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Studios can’t force guild writers to work on webisode spinoffs of TV shows.
That’s the practical result of a final ruling by the National Labor Relations Board in a case involving “Crossing Jordan, “The Office” and other shows produced by NBC Universal Television Studio.
In a July 31 decision announced Wednesday, the NLRB adopted the February recommendation of an administrative judge and dismissed an unfair labor practice complaint lodged by NBC Uni against the WGA West. NBC Universal had accused the guild of improperly encouraging writer-producers to refuse to cooperate with webisodes production.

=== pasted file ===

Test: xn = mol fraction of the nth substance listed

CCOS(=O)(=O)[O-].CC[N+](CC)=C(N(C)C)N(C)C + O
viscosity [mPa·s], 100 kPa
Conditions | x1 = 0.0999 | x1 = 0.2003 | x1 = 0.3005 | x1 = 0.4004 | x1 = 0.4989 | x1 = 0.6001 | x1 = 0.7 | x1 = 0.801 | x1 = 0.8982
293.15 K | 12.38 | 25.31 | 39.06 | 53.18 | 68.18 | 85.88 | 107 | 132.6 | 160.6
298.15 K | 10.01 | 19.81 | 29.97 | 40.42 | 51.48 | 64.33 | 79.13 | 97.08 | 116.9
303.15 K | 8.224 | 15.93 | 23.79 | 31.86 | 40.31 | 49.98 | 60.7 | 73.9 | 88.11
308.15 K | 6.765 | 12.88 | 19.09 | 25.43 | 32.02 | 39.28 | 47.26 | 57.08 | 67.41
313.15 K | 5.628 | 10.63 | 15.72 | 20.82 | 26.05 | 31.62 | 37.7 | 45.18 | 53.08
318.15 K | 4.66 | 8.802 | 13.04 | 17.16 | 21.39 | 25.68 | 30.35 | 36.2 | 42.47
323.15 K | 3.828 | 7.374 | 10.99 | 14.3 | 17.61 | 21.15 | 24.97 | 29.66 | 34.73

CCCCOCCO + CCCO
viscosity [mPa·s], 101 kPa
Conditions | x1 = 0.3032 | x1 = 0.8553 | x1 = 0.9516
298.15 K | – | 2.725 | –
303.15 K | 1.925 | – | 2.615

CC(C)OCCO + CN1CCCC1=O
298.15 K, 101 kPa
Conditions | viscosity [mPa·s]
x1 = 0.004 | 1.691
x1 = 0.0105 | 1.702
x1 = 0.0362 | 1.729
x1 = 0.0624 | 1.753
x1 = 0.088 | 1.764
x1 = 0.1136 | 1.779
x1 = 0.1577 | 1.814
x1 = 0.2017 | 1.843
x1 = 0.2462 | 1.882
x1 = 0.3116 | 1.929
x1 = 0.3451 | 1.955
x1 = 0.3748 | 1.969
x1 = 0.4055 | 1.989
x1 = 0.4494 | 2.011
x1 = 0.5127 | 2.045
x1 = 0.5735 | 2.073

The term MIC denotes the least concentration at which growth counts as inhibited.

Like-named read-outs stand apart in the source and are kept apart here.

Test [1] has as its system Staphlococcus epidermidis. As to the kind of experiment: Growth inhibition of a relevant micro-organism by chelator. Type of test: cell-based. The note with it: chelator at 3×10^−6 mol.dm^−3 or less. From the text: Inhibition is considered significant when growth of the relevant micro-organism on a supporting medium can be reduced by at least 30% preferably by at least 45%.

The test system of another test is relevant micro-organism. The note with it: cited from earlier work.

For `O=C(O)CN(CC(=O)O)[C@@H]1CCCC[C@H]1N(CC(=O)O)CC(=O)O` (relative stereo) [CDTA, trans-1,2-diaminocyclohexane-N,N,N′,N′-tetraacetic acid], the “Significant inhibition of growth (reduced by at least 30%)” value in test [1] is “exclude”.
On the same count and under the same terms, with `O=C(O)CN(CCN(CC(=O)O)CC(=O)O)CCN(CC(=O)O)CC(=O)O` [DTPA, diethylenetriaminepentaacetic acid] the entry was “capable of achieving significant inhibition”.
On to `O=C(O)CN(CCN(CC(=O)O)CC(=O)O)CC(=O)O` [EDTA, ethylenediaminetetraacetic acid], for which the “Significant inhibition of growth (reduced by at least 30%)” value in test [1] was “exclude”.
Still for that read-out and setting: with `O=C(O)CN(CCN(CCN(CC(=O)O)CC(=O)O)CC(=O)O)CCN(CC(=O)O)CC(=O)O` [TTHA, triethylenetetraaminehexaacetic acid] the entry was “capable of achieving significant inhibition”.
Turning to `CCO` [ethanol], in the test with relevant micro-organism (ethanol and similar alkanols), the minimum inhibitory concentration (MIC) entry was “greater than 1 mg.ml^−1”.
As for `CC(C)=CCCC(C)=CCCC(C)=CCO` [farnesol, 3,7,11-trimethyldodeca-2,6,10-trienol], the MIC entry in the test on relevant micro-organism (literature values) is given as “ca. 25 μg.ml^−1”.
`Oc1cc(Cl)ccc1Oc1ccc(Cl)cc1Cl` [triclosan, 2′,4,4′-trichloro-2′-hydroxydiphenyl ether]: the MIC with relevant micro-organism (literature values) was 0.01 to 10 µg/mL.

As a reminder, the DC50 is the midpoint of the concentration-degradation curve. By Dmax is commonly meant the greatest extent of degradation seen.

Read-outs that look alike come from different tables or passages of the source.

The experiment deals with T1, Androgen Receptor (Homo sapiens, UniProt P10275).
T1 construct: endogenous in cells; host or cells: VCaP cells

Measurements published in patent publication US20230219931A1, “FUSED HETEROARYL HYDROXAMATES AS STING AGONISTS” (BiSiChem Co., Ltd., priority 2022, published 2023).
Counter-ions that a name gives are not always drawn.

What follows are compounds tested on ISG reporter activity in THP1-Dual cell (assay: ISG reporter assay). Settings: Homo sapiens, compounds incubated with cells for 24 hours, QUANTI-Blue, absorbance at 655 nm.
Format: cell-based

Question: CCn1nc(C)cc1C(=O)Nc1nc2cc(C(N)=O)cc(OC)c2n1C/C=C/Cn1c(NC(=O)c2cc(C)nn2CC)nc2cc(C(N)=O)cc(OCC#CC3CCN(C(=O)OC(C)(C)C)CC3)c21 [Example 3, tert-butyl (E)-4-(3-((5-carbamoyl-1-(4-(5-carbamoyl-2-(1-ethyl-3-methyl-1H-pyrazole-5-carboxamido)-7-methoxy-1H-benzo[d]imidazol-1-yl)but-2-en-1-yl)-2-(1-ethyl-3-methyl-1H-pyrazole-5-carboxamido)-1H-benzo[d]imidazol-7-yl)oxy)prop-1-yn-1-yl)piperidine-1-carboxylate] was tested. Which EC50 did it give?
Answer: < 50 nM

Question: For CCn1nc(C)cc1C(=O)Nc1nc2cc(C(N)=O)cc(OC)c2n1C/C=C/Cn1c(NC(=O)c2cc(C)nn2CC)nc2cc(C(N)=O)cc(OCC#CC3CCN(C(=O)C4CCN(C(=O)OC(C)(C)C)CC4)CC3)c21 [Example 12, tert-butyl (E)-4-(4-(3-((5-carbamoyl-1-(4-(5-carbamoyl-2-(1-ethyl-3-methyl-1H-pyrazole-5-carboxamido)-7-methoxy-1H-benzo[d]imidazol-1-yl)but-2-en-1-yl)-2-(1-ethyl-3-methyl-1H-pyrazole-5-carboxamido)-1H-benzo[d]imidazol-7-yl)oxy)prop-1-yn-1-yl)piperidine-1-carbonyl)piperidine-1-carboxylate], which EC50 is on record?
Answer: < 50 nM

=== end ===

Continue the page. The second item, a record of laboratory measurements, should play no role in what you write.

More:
The NLRB issued a complaint against the WGAW in October, based on the NBC Uni charge. But in the latest ruling, a three-member panel nixed the studio’s appeal of the earlier ruling by Judge Gregory Meyerson.
“We are pleased by the board’s decision, which reaffirms the guild’s right to represent its members in the growing new-media marketplace,” WGAW executive director David Young said. “Whether downloaded, streamed or broadcast, it’s all about quality content, and writers deserve fair compensation for what they create. The guild stands ready to negotiate a deal that is mutually beneficial for all parties involved.”
The situation ultimately traces to WGA demands that NBC broaden writers’ compensation for Internet content. NBC Uni and other studios contend that many of their new-media projects are mere promotional extensions of conventional shows and are resisting the calls for extra pay.
A spokesman for NBC Universal Television declined comment on the latest ruling, saying execs had not seen the decision.
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